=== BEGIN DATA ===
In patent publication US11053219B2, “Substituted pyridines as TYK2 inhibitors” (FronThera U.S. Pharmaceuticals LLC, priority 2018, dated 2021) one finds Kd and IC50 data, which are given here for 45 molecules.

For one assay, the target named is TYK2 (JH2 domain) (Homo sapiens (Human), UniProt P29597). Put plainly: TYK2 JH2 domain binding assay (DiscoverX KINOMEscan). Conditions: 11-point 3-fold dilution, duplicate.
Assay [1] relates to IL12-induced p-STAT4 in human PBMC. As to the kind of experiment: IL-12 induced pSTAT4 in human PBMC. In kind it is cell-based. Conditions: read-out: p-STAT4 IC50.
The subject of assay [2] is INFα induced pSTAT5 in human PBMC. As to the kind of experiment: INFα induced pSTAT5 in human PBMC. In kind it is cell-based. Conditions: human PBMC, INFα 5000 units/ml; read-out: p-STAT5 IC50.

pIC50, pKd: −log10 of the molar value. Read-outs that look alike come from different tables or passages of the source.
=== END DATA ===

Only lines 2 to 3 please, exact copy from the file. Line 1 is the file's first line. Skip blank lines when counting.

For one assay, the target named is TYK2 (JH2 domain) (Homo sapiens (Human), UniProt P29597). Put plainly: TYK2 JH2 domain binding assay (DiscoverX KINOMEscan). Conditions: 11-point 3-fold dilution, duplicate.
Assay [1] relates to IL12-induced p-STAT4 in human PBMC. As to the kind of experiment: IL-12 induced pSTAT4 in human PBMC. In kind it is cell-based. Conditions: read-out: p-STAT4 IC50.